The labor is exactly the same in both cases, and the cost of a thermostat is pretty reasonable. Why test it, find out that it is still okay, but then potentially wind up replacing it next year?

On a 13 year old car, it just makes sense to replace the thermostat, rather than simply testing it.


#6

Thanks guys. Just got the car back. I think I will take it to another shop, one i’ve trusted before. Picked up the car today. When I picked it up the engine was cold and the coolant level was at the MAX line (isn’t it supposed to be just above the min line when cold?). Then I drove for about 30 minutes and checked the resevoir and the coolant was above the MAX line when hot. I called the mechanic and they said it’s fine. Is that accurate or did they overfill my Coolant? Either way I’m taking it to a different shop in a few days.


#7

The temp gauge didn’t spike during the entire drive also.


#8

Don’t worry about the coolant level as long as the tank isn’t completely full when it’s hot. The “max” line is set just to leave room in the tank for epxansion/overflow.


#9

A little above the max line is OK.
I and many mechanics refill a system to the max line cold.
That gives a little extra reserve coolant and if there’s still a little air still in the system the level will drop a bit after a few thermal cycles.


#10

Thanks jesmed!


#11

Last thing. Now i’m driving around and when I get out of my car I can smell Coolant. I know some leaked and is on parts of the engine from when the original leak occurred. Could it just be that or could there possibly be another leak? there’s no signs of leaks and the hoses are all good.


#12

Give it some time to cook off the previously spilled coolant. If the levels inside the radiator and overflow tank hold steady over time there is no leak.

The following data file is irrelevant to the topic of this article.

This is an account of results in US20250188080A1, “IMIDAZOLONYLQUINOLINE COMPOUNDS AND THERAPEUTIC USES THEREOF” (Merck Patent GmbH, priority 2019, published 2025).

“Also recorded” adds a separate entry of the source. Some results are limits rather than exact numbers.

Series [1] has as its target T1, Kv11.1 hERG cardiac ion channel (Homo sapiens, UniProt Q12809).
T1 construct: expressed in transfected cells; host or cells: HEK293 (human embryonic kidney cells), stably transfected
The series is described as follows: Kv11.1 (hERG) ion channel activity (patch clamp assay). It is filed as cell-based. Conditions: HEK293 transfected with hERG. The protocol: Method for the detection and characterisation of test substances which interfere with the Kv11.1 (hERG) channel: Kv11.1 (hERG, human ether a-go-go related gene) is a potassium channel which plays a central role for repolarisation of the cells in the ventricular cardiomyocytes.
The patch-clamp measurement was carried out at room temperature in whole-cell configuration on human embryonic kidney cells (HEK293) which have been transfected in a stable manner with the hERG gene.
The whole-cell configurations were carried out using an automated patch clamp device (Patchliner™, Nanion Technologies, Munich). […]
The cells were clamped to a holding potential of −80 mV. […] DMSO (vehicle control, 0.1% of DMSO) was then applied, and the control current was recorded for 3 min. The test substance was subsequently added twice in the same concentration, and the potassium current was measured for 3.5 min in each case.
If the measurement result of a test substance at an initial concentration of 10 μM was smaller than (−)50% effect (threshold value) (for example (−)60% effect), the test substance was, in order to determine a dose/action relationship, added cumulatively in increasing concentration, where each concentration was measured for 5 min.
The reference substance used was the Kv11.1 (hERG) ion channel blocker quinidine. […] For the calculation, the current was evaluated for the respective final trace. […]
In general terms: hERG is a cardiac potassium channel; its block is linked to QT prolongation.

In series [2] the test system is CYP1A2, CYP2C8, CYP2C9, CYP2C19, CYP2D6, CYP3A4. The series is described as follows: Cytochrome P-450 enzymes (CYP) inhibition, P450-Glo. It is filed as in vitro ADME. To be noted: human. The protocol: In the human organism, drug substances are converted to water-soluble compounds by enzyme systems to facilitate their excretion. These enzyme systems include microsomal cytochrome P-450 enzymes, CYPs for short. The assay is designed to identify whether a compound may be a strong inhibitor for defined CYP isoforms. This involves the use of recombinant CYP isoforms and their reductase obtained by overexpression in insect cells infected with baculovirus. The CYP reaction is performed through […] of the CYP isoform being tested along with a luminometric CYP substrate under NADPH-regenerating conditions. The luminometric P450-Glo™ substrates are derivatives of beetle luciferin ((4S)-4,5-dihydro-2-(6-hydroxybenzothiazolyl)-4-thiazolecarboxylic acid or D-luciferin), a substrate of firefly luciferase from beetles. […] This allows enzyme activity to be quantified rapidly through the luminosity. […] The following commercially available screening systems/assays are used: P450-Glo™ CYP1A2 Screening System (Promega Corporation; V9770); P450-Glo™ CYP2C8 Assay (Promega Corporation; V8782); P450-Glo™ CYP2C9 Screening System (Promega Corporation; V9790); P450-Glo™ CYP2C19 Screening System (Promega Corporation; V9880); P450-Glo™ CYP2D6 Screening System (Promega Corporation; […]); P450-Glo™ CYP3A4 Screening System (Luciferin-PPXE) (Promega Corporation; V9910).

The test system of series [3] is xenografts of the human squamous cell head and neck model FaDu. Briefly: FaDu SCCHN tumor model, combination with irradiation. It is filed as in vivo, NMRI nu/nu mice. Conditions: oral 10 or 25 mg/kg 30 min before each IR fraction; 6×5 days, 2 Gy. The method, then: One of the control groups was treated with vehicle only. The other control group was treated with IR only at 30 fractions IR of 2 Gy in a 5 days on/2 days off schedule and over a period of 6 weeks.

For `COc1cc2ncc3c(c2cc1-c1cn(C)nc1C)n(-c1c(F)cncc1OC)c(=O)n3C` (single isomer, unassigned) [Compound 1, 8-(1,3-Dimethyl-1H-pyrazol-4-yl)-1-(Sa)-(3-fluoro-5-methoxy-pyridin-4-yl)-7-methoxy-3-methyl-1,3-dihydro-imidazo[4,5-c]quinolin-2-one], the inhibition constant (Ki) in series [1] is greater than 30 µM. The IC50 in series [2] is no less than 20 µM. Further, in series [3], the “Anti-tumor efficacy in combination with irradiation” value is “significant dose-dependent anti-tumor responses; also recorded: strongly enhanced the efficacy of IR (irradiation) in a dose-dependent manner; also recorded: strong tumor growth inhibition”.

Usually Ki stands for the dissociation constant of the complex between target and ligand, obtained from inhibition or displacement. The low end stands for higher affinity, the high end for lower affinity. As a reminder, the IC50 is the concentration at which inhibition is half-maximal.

#13

If the mechanic filled the reservoir to the MAX line when it was cold, some is going to get pushed out through the overflow when the system heats up. I’d bet that’s what you’re smelling.That would be normal and perfectly harmless. You should also see two things: “tracks” from the leakage in the reservoir area, and the level dropping back to the “cold” line when the engine cools down.

Check your fluid level once the engine is cool. If it’s above the “cold” line, you’re fine. Post back with the results.


#14

Open the hood and look for any coolant puddles. It may be they left some on top of the engine when they replaced the goose neck. If you pour water on it with a hose and flush it off the top of the engine it should stop stinking. If the smell comes back, you still have a leak.


#15

Over the years I’ve always refilled the reservoir to MAX with the engine cold and never had it rise enough to overflow.


#16

The system design as well as the ambient temperature when you do the work will make a difference. Because you didn’t get an overflow does not mean no other system will overflow.


#17

Hate those double charges,always try to incorparate “twofurs” when I’m work done,works on the Honest guys I deal with,the more shady variety have short memory it seems.For goodness sakes when something is down,replace the" cheap" parts a new thermostat is peace of mind and shame on somebody for not replacing it along with the other part-Kevin (some of these double charging cats lose my business to varying degrees)